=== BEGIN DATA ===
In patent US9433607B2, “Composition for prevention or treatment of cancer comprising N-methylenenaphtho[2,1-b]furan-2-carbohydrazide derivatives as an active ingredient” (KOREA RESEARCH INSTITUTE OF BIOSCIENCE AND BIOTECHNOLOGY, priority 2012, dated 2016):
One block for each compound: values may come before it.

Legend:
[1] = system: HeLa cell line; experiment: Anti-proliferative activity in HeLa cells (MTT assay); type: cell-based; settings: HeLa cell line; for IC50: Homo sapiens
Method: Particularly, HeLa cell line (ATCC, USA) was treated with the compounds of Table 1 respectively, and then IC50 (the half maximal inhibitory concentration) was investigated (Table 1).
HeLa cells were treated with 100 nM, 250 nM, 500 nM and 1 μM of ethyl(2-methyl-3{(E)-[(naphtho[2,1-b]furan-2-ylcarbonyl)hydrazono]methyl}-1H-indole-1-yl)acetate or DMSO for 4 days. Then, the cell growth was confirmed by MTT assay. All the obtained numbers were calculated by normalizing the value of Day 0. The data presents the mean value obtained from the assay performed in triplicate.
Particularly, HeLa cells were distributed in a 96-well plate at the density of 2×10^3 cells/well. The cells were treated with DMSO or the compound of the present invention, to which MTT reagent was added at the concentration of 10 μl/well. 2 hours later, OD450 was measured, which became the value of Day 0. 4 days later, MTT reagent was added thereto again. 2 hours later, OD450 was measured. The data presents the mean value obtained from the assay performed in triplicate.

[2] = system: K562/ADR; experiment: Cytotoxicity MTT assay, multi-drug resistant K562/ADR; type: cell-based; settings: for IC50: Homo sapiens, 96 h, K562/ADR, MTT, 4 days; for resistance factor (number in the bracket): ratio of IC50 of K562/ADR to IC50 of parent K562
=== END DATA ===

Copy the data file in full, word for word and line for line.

In patent US9433607B2, “Composition for prevention or treatment of cancer comprising N-methylenenaphtho[2,1-b]furan-2-carbohydrazide derivatives as an active ingredient” (KOREA RESEARCH INSTITUTE OF BIOSCIENCE AND BIOTECHNOLOGY, priority 2012, dated 2016):
One block for each compound: values may come before it.

Legend:
[1] = system: HeLa cell line; experiment: Anti-proliferative activity in HeLa cells (MTT assay); type: cell-based; settings: HeLa cell line; for IC50: Homo sapiens
Method: Particularly, HeLa cell line (ATCC, USA) was treated with the compounds of Table 1 respectively, and then IC50 (the half maximal inhibitory concentration) was investigated (Table 1).
HeLa cells were treated with 100 nM, 250 nM, 500 nM and 1 μM of ethyl(2-methyl-3{(E)-[(naphtho[2,1-b]furan-2-ylcarbonyl)hydrazono]methyl}-1H-indole-1-yl)acetate or DMSO for 4 days. Then, the cell growth was confirmed by MTT assay. All the obtained numbers were calculated by normalizing the value of Day 0. The data presents the mean value obtained from the assay performed in triplicate.
Particularly, HeLa cells were distributed in a 96-well plate at the density of 2×10^3 cells/well. The cells were treated with DMSO or the compound of the present invention, to which MTT reagent was added at the concentration of 10 μl/well. 2 hours later, OD450 was measured, which became the value of Day 0. 4 days later, MTT reagent was added thereto again. 2 hours later, OD450 was measured. The data presents the mean value obtained from the assay performed in triplicate.

[2] = system: K562/ADR; experiment: Cytotoxicity MTT assay, multi-drug resistant K562/ADR; type: cell-based; settings: for IC50: Homo sapiens, 96 h, K562/ADR, MTT, 4 days; for resistance factor (number in the bracket): ratio of IC50 of K562/ADR to IC50 of parent K562